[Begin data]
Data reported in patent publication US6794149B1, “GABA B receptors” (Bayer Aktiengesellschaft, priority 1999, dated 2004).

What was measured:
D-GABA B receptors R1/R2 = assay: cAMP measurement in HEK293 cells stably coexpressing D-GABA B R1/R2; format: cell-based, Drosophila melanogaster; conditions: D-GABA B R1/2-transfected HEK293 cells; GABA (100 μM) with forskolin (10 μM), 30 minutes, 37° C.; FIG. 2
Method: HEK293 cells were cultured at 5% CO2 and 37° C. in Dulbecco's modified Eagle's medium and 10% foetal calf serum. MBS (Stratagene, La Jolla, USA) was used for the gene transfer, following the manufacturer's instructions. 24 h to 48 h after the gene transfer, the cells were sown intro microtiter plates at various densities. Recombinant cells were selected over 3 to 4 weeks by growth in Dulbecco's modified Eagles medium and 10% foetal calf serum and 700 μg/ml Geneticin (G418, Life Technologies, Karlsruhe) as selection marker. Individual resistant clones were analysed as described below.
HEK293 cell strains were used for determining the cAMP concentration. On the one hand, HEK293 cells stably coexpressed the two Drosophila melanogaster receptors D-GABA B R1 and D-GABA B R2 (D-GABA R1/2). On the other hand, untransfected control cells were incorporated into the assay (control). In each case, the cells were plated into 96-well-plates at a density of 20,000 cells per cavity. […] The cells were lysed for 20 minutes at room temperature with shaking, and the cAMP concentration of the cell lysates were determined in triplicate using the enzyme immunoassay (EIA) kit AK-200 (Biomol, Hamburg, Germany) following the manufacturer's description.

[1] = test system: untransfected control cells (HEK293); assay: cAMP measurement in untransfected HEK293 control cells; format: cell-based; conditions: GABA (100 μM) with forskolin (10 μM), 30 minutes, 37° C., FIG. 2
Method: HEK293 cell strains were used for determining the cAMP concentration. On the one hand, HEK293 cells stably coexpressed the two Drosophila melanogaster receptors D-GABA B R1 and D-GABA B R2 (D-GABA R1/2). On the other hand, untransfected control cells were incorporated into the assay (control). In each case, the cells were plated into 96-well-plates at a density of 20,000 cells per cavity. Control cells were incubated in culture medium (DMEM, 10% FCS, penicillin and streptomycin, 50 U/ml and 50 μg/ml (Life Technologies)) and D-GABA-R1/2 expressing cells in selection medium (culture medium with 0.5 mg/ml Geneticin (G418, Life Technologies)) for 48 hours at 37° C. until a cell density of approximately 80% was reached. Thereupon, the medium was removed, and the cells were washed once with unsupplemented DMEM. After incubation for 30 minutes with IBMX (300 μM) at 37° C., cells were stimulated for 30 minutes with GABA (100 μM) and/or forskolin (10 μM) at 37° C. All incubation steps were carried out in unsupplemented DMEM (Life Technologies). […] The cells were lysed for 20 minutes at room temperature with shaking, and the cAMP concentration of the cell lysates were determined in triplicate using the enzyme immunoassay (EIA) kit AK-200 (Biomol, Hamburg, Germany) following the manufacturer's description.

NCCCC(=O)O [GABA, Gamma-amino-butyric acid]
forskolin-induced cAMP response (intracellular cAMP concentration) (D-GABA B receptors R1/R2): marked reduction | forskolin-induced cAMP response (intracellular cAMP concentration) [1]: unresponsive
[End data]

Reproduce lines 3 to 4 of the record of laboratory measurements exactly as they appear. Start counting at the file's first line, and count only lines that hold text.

D-GABA B receptors R1/R2 = assay: cAMP measurement in HEK293 cells stably coexpressing D-GABA B R1/R2; format: cell-based, Drosophila melanogaster; conditions: D-GABA B R1/2-transfected HEK293 cells; GABA (100 μM) with forskolin (10 μM), 30 minutes, 37° C.; FIG. 2
Method: HEK293 cells were cultured at 5% CO2 and 37° C. in Dulbecco's modified Eagle's medium and 10% foetal calf serum. MBS (Stratagene, La Jolla, USA) was used for the gene transfer, following the manufacturer's instructions. 24 h to 48 h after the gene transfer, the cells were sown intro microtiter plates at various densities. Recombinant cells were selected over 3 to 4 weeks by growth in Dulbecco's modified Eagles medium and 10% foetal calf serum and 700 μg/ml Geneticin (G418, Life Technologies, Karlsruhe) as selection marker. Individual resistant clones were analysed as described below.